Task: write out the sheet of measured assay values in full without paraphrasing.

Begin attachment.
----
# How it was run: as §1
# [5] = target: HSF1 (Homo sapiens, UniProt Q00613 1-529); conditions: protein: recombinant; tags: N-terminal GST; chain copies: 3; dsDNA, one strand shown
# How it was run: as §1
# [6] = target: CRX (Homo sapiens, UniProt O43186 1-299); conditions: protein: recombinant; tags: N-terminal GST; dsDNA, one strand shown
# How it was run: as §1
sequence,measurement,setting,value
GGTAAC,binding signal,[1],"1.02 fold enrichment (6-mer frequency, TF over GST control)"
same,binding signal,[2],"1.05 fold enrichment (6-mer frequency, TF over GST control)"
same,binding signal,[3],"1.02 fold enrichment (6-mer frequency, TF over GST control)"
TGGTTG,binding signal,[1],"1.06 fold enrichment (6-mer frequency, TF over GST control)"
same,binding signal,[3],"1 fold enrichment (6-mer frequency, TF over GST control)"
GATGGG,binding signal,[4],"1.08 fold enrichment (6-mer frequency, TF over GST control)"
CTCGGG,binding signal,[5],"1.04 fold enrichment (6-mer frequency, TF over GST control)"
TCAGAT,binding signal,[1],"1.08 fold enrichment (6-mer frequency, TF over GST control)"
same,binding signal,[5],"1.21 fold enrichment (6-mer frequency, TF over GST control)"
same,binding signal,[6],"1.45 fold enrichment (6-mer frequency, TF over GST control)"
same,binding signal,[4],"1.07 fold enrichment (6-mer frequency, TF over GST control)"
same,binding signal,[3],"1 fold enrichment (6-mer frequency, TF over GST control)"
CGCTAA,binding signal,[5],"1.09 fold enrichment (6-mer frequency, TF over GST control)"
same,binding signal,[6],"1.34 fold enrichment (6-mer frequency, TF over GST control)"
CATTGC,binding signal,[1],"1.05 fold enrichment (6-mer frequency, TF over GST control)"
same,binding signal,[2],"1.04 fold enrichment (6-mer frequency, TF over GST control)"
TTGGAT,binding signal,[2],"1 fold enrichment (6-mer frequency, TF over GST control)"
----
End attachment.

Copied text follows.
# How it was run: as §1
# [5] = target: HSF1 (Homo sapiens, UniProt Q00613 1-529); conditions: protein: recombinant; tags: N-terminal GST; chain copies: 3; dsDNA, one strand shown
# How it was run: as §1
# [6] = target: CRX (Homo sapiens, UniProt O43186 1-299); conditions: protein: recombinant; tags: N-terminal GST; dsDNA, one strand shown
# How it was run: as §1
sequence,measurement,setting,value
GGTAAC,binding signal,[1],"1.02 fold enrichment (6-mer frequency, TF over GST control)"
same,binding signal,[2],"1.05 fold enrichment (6-mer frequency, TF over GST control)"
same,binding signal,[3],"1.02 fold enrichment (6-mer frequency, TF over GST control)"
TGGTTG,binding signal,[1],"1.06 fold enrichment (6-mer frequency, TF over GST control)"
same,binding signal,[3],"1 fold enrichment (6-mer frequency, TF over GST control)"
GATGGG,binding signal,[4],"1.08 fold enrichment (6-mer frequency, TF over GST control)"
CTCGGG,binding signal,[5],"1.04 fold enrichment (6-mer frequency, TF over GST control)"
TCAGAT,binding signal,[1],"1.08 fold enrichment (6-mer frequency, TF over GST control)"
same,binding signal,[5],"1.21 fold enrichment (6-mer frequency, TF over GST control)"
same,binding signal,[6],"1.45 fold enrichment (6-mer frequency, TF over GST control)"
same,binding signal,[4],"1.07 fold enrichment (6-mer frequency, TF over GST control)"
same,binding signal,[3],"1 fold enrichment (6-mer frequency, TF over GST control)"
CGCTAA,binding signal,[5],"1.09 fold enrichment (6-mer frequency, TF over GST control)"
same,binding signal,[6],"1.34 fold enrichment (6-mer frequency, TF over GST control)"
CATTGC,binding signal,[1],"1.05 fold enrichment (6-mer frequency, TF over GST control)"
same,binding signal,[2],"1.04 fold enrichment (6-mer frequency, TF over GST control)"
TTGGAT,binding signal,[2],"1 fold enrichment (6-mer frequency, TF over GST control)"